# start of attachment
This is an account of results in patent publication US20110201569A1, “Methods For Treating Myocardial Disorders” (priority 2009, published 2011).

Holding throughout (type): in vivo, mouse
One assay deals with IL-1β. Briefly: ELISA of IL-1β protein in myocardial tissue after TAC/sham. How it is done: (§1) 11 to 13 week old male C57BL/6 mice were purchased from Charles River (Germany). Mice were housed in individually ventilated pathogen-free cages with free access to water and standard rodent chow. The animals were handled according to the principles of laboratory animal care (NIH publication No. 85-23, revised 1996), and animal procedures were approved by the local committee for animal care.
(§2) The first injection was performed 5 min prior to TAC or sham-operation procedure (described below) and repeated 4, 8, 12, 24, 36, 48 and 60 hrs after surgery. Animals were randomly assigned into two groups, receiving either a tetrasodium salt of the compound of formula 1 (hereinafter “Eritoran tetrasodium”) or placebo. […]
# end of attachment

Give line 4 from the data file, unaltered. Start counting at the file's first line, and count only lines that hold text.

(§2) The first injection was performed 5 min prior to TAC or sham-operation procedure (described below) and repeated 4, 8, 12, 24, 36, 48 and 60 hrs after surgery. Animals were randomly assigned into two groups, receiving either a tetrasodium salt of the compound of formula 1 (hereinafter “Eritoran tetrasodium”) or placebo. […]